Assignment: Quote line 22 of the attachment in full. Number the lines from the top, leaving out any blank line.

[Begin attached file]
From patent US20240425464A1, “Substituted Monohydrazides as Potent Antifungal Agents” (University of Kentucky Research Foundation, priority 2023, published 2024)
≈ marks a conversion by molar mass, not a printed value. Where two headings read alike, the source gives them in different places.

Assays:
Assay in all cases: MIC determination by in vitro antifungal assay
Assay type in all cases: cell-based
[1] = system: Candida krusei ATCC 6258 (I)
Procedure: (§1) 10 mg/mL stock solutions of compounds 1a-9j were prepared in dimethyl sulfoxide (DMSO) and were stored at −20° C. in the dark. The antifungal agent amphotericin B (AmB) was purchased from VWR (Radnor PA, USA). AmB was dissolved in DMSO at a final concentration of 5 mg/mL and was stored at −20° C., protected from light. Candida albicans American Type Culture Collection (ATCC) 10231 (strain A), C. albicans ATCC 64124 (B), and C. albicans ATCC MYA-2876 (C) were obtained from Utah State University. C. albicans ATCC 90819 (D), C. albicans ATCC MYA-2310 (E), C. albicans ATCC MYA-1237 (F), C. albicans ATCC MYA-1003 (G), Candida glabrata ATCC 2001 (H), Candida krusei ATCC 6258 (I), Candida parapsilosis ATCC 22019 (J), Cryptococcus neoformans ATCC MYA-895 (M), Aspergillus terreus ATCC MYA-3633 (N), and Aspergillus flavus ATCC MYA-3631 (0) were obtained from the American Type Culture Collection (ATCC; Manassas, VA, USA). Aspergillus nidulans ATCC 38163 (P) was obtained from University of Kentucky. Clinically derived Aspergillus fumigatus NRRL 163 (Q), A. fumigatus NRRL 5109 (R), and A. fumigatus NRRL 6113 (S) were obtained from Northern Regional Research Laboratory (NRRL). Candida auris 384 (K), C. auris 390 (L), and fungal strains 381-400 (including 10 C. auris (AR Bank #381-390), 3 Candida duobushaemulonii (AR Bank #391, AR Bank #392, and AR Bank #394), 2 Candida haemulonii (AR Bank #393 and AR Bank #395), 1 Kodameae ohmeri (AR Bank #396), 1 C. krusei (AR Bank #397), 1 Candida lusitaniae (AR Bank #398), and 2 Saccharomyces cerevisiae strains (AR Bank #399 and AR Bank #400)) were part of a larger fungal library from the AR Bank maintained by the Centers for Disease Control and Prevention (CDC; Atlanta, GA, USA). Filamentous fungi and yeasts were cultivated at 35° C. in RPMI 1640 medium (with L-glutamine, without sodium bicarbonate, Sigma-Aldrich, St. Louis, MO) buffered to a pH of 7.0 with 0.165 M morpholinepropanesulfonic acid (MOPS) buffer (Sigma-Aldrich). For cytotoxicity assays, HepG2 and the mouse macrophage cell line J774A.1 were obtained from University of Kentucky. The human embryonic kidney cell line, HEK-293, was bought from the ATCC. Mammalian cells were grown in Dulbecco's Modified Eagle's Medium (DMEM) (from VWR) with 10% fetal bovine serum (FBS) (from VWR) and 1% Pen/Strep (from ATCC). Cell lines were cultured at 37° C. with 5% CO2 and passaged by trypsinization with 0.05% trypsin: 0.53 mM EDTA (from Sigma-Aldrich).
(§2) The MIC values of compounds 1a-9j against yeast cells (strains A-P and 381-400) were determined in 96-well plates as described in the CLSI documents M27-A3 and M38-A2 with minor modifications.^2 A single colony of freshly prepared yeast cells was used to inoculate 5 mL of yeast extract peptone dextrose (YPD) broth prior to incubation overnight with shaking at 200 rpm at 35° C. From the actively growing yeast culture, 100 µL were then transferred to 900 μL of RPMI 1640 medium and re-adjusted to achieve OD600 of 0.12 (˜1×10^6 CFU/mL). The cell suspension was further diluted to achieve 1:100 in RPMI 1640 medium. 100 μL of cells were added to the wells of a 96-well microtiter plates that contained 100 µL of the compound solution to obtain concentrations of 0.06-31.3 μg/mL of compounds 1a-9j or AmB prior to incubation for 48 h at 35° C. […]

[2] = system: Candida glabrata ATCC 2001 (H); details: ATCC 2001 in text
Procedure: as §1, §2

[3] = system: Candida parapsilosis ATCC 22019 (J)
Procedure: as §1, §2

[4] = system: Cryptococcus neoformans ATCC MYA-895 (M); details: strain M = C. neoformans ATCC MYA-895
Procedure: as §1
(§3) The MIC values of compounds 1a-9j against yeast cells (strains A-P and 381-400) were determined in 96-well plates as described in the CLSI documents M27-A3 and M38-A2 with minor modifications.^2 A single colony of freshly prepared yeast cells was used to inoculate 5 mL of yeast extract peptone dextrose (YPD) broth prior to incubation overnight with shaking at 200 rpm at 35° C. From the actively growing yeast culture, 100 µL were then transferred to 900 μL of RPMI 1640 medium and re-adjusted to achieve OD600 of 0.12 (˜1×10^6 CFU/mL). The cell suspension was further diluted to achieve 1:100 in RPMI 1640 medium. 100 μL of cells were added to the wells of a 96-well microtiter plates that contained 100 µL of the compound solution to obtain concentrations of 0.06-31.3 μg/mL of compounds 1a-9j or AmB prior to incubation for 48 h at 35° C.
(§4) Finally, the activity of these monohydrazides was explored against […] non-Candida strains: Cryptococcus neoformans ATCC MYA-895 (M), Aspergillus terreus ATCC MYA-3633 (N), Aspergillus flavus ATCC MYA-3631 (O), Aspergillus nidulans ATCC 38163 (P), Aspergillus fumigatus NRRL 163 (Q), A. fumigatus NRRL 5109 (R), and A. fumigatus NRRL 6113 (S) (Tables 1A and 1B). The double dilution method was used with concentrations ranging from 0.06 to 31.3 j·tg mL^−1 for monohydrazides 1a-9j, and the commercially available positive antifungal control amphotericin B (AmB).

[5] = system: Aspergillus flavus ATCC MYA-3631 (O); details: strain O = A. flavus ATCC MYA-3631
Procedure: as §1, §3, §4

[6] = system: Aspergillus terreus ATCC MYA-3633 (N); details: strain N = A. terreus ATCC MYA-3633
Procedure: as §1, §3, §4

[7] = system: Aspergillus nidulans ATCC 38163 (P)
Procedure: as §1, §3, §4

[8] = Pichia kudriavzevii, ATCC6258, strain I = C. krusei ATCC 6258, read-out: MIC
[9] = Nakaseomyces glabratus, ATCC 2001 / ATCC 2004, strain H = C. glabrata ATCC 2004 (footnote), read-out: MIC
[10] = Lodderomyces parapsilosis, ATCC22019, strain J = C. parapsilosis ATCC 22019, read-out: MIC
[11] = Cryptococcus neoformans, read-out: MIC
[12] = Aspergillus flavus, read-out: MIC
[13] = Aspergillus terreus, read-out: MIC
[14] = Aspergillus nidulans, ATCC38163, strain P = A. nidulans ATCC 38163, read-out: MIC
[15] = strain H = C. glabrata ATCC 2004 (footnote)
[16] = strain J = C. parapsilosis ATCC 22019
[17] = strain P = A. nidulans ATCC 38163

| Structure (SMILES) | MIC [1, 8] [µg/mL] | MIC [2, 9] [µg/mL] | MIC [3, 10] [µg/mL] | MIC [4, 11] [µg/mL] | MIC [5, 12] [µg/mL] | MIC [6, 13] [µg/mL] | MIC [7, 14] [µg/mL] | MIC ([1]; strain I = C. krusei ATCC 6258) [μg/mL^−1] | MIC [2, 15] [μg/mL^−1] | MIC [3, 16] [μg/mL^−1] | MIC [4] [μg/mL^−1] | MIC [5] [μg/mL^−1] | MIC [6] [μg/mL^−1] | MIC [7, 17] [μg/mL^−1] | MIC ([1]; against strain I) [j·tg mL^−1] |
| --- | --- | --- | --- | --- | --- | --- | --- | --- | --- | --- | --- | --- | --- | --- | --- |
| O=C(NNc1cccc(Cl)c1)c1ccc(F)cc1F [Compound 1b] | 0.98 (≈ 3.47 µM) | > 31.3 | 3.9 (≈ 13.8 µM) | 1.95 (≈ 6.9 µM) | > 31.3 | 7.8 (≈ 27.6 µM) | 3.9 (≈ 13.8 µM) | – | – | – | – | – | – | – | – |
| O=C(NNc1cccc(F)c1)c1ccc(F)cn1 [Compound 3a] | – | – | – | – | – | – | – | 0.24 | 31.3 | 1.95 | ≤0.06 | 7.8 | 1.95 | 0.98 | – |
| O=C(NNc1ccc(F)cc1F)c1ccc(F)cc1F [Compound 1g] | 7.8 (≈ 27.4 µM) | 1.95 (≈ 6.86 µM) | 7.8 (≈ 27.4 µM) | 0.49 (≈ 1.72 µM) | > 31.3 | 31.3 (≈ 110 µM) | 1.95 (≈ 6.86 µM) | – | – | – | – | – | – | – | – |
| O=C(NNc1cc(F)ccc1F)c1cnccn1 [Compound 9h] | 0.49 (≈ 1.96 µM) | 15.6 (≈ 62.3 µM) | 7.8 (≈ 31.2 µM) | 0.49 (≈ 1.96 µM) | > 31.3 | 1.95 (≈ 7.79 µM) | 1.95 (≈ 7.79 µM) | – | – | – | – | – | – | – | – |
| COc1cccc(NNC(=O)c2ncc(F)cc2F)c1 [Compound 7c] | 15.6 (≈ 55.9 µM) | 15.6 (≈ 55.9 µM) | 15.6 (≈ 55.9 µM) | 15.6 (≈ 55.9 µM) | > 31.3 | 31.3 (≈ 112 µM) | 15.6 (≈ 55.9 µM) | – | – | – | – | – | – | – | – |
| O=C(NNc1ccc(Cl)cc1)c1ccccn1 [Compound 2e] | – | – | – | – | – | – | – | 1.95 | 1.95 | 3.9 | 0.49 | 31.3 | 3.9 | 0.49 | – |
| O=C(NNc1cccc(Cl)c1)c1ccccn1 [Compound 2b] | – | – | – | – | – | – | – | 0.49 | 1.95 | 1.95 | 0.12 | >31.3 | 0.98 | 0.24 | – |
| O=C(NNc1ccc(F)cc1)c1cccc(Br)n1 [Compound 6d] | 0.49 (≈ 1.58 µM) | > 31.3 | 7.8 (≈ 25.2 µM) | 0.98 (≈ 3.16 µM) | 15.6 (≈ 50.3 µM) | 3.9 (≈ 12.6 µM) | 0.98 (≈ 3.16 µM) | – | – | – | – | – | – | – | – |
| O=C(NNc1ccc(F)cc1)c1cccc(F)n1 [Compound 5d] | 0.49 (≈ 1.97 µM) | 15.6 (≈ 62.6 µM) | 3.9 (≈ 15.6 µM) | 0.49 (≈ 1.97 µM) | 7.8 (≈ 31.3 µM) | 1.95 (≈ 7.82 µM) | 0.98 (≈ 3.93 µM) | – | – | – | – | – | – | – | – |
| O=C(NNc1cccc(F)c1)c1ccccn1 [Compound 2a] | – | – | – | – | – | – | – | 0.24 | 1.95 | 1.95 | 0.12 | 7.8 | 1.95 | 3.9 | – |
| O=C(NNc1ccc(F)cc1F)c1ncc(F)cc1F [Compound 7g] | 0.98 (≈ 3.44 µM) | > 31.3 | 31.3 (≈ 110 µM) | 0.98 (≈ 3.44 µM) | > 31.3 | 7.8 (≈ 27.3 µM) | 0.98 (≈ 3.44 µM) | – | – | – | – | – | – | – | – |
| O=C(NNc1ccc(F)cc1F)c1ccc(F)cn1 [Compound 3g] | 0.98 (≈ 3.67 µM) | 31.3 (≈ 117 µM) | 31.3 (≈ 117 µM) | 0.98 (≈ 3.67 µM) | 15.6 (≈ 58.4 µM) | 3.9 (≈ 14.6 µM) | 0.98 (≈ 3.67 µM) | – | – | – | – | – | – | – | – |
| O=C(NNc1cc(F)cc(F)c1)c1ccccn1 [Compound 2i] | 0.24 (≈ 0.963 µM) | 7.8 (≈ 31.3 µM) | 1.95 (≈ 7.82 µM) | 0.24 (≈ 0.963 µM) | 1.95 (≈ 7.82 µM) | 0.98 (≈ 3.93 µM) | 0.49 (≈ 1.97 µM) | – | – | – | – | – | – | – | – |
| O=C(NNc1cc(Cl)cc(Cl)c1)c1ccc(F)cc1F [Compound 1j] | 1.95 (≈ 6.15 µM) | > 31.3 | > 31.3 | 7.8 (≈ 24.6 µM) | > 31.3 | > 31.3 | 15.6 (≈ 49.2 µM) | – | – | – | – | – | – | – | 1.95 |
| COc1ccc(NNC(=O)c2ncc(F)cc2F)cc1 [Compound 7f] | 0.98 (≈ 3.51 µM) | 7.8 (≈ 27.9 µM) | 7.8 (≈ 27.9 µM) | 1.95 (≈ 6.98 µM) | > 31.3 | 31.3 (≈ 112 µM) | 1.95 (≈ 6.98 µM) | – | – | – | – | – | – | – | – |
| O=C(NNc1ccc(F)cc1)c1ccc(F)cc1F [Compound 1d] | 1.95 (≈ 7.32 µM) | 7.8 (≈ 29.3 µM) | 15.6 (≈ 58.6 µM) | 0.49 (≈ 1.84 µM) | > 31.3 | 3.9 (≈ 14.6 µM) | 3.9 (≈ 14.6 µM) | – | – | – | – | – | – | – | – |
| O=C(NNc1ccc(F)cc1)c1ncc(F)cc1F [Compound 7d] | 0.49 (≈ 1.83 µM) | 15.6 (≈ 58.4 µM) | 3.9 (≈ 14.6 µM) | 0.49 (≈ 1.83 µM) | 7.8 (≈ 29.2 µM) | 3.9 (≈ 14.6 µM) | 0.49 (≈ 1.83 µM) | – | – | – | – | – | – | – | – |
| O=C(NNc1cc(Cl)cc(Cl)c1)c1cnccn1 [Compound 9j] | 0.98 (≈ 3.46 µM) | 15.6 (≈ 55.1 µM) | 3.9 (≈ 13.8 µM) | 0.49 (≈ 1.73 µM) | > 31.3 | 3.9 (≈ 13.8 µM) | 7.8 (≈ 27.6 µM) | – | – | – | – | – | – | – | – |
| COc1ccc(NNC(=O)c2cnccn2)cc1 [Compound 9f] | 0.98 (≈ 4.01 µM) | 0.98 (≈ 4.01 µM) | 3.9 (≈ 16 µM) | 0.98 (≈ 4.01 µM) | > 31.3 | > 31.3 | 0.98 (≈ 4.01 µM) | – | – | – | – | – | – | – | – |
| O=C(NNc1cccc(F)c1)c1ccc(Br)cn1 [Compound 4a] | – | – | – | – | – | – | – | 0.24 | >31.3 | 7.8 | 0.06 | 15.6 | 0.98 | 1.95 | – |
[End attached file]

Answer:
Procedure: as §1, §3, §4